Imagine that you are a young employee in a large company. You are part of a sales team which consists mostly of young people. The team brainstorming session has started. You are sitting at a large table feeling a bit like the Knights of the Round Table: “Together you bear the responsibility for greatness.” No one says a word.
Inspired by the Trello blog post Why Group Brainstorming Doesn’t Work, we hope to inspire you with these tips for an alternative to the traditional team brainstorming session: structured team brainstorming by the keyboard with continuous recognition.
It is important to have structured team brainstorming since it promotes creativity, as pointed out in the mentioned blog: “By forcing people to think along the same general outlines, you stop them wasting brain power exploring way beyond the creative pasture where you want them to graze.”
That is why we suggest that you let your team brainstorming evolve around a specific company challenge and that you perform the actual brainstorming through an online idea management software like Ideanote. According to Anna Katrine Skall Sørensen (who refers to the work by D. Tapscott 2009), the net-generation, born between 1977 and 1998, is the first one that has grown up surrounded by digital media, which is why it experiences a different kind of proximity towards digital media compared to earlier generations . Following that argument, it is our understanding that young employees might be more willing to participate in online team brainstorming than a traditional, physical one. The following quote from the blog post by Trello supports our understanding in a broader sense:
“People operate at peak creativity when they’re alone — safe from unconscious bias, group dynamics, and potential interruptions. So if you’re looking for the highest-quality ideas, let people come up with those ideas in solitude.”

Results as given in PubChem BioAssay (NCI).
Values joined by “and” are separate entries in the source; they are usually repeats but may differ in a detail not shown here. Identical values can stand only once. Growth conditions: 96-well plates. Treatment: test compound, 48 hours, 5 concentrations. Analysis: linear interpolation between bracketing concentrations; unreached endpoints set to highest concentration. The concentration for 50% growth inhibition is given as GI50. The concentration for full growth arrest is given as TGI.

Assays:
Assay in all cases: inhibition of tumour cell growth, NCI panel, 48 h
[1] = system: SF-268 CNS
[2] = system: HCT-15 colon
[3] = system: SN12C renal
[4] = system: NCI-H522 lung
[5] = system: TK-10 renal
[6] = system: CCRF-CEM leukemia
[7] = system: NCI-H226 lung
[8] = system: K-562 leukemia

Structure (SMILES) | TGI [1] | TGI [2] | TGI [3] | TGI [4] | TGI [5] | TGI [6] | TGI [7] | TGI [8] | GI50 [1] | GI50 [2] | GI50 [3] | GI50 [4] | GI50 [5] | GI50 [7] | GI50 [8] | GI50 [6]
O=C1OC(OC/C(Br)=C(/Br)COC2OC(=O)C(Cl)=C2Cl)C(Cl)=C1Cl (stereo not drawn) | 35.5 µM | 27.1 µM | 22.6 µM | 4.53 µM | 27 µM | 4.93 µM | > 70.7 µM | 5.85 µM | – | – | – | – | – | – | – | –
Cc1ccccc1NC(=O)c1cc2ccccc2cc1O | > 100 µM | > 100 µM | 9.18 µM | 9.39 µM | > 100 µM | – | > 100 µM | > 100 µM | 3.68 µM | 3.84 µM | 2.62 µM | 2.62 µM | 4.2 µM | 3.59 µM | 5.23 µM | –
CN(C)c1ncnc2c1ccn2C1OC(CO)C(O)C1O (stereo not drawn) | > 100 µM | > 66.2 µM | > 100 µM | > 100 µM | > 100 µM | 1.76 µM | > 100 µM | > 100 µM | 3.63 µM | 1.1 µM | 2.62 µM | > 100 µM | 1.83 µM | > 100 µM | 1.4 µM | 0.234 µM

As mentioned in the blog post, introvert employees might withhold ideas in a traditional team brainstorming session. They might feel more comfortable in an online team brainstorming and thus contribute with ideas. This does, in turn, allow continuous recognition of more employees’ effort, e.g. in the commentary field. There seems to be no question about the value of recognition, and it is especially important when it comes to young employees: According to Søren Schultz Hansen, young employees are used to be recognized, e.g. on social media, which may be a challenge for most managers. Structured team brainstorming by the keyboard might be part of its’ solution.
If your workplace could benefit from a tool for online team brainstorming, let’s talk. Read more at www.ideanote.io
In a complex world, I strive to create simple solutions with enormous impact. I believe in the power of ideas. Whether big or small, ideas have potentials to improve life. My mission is to empower everyone with an engaging culture and tools for creating, sharing and improving their ideas.